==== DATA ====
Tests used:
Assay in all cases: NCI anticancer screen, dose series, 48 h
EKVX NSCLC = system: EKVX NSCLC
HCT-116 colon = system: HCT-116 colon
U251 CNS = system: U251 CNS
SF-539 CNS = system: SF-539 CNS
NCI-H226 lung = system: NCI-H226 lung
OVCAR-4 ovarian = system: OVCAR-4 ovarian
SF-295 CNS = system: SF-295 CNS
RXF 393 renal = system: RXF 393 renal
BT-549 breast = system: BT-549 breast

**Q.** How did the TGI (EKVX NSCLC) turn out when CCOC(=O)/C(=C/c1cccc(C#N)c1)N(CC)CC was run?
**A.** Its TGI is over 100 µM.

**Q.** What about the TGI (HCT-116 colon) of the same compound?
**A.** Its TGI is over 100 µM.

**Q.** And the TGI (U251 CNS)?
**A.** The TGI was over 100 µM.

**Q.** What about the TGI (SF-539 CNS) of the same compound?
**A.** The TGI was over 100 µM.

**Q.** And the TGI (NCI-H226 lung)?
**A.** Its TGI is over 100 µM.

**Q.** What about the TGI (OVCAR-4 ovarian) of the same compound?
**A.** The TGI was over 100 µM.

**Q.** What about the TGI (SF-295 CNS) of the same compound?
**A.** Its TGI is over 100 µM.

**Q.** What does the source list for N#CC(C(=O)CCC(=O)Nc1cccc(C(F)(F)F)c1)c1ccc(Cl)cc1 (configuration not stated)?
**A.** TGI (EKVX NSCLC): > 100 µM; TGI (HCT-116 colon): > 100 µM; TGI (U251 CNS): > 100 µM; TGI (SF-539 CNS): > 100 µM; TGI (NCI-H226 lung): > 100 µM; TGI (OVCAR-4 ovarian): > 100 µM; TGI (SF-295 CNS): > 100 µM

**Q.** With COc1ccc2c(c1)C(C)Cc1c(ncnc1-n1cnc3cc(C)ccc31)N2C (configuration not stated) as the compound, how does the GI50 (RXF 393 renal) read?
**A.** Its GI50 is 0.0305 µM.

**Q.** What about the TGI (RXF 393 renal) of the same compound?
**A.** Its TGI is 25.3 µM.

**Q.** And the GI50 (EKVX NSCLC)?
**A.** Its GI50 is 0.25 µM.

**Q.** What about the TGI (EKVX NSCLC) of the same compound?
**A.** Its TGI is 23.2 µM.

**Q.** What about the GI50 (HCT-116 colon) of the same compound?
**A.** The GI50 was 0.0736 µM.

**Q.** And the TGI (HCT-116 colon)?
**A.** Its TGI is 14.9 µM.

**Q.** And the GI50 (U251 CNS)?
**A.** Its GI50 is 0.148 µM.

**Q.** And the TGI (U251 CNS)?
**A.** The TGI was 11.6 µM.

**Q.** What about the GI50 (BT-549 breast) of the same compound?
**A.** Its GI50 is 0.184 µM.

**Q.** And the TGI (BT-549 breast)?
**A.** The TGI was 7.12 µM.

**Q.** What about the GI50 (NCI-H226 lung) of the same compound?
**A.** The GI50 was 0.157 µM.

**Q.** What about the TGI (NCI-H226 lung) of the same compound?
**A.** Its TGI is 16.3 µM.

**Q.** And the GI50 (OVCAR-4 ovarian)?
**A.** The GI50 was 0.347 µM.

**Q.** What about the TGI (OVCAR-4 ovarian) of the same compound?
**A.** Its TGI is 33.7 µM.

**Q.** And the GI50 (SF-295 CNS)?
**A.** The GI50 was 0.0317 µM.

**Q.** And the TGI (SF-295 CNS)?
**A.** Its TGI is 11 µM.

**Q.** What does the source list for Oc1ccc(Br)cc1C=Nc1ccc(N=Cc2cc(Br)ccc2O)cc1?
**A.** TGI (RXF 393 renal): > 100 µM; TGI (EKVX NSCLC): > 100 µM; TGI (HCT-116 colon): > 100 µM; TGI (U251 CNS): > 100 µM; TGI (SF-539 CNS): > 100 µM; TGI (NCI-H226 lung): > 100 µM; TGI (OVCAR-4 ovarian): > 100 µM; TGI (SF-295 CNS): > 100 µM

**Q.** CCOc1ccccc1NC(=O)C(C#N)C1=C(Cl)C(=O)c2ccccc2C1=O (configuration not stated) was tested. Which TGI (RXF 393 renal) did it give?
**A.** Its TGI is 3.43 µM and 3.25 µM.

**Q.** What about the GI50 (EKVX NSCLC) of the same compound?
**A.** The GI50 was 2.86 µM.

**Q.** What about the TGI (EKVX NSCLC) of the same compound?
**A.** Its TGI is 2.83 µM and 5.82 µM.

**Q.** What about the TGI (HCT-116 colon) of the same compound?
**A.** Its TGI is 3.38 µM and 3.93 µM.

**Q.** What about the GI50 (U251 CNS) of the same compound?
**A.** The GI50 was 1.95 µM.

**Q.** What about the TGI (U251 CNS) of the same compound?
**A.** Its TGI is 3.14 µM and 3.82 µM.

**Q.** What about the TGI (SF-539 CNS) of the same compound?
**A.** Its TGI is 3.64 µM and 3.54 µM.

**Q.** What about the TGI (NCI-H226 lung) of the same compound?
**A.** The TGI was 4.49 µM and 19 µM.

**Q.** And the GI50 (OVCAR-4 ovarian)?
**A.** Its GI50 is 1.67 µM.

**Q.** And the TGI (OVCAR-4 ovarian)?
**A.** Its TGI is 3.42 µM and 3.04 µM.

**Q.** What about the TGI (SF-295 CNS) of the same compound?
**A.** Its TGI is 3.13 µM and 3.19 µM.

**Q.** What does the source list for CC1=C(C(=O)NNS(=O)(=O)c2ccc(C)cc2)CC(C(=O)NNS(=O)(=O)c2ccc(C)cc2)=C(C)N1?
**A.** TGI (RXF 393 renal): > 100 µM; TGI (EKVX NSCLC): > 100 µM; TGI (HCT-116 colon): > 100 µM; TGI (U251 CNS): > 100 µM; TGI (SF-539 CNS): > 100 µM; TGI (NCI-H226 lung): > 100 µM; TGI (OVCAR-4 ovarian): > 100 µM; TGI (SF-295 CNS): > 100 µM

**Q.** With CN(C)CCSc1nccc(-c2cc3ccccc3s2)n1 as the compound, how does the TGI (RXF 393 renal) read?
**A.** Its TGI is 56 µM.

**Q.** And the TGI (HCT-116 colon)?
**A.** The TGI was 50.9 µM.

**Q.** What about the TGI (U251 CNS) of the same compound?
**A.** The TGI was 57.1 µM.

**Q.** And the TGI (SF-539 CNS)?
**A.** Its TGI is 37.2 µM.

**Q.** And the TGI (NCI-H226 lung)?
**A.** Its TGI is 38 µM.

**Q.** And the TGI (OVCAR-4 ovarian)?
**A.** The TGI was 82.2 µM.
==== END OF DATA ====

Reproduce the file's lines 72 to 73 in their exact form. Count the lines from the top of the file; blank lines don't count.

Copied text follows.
**Q.** What about the TGI (U251 CNS) of the same compound?
**A.** Its TGI is 3.14 µM and 3.82 µM.